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Melbourne footballer James Magner’s bright pedal venture

Tuesday, 17 September 2013 | By Gavin Lower

When James Magner moved to inner Melbourne to play Australian Rules football for the Melbourne Football Club he ditched his car for a bike to get around and avoid traffic.


While looking to upgrade his bike, he came across glow-in-the-dark fixed single-gear bikes, known as ‘fixies’, which he thought looked interesting.


But when he tried to have one shipped to Australia from the US, the distributors weren’t interested.


Undeterred and determined to get one, last November Magner set up his own business, Glow Fixie, to import and sell the colourful bikes.


“I thought ‘that’s a pretty awesome point of difference’,” Magner, 26, says of the glow-in-the-dark feature.


“A couple of times I was unsure how it was going to go but when you take it for a ride and see its reflection in a car, it’s pretty awesome.”


Magner travelled to China to choose a manufacturer for the bikes, which are assembled in a corner of his father’s factory in Melbourne’s south-eastern suburbs.


The bikes are sprayed with a solar-activated paint that glows in the dark for about an hour after being left in the sun for about an hour.


While fixie bikes are commonly associated with the ‘hipster’ inner-city crowd, Magner says most of his customers so far have been in their teens and early 20s.


The bikes are sold through his website and shipped around the country, although Magner says he’s considering setting up a pop-up shop over the summer to generate more interest.


Magner is one of many Australian footballers who have an entrepreneurial interest and have started or become involved in new businesses.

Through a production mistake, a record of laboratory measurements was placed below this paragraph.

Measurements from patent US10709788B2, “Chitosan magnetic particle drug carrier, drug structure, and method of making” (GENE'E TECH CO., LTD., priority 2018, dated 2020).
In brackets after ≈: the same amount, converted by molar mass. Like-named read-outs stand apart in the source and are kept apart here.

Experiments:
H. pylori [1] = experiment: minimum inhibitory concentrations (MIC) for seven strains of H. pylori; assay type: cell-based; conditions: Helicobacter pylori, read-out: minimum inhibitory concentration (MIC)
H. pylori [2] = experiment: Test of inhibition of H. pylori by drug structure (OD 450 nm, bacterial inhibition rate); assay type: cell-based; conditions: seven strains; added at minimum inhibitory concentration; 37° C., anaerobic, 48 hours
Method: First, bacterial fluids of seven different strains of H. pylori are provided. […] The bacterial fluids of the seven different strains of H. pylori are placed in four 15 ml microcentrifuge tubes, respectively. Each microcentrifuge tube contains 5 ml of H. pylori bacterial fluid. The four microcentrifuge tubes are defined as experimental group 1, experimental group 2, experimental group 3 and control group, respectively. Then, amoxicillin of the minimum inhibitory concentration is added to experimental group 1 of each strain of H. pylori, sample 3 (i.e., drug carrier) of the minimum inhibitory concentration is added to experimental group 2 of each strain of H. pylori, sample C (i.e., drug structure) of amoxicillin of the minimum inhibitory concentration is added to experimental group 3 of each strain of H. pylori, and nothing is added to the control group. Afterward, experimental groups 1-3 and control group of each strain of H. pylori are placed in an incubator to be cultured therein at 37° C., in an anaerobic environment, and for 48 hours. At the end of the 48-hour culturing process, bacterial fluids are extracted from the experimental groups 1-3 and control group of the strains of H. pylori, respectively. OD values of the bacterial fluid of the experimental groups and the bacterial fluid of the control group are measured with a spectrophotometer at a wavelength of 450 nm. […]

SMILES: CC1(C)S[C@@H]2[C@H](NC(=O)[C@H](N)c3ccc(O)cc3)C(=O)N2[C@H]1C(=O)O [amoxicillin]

His Melbourne teammates Joel Macdonald, James Strauss and Rowan Bail earlier this year were preparing to launch their own alcohol delivery business called Liquorun while Hawthorn star Cyril Rioli become a shareholder in online men’s underwear subscription service Three65 Underwear.


Magner says that given he started playing football a little later in life than many others (he was drafted aged 24) he knows what the “real world is about to a certain extent”.


“I’d say the majority of people [footballers] are thinking about life after football,” he says.


To that end Magner is also studying nutrition at university, as well as running Glow Fixie.


So how does he manage a full-time football career and his other activities?


“Being organised is the best thing,” he says.


He says he does a lot of work through email and has outsourced the building of the bikes and their delivery to make things easier for him.


And since setting up his business Magner has learnt a few things along the way that could apply to others considering their own businesses.


“I should have had more customer feedback initially,” he says.


Magner says some bike colours haven’t been as popular as he thought they might be.


“Probably due to me not getting in touch with the customers about what they want, what’s ‘in’ at the moment,” he says.


He also suggests people have to be passionate about what they’re getting into.


“I love riding bikes,” he says.


“If you’re not passionate about it, it’s harder to stay motivated if you have some setbacks.”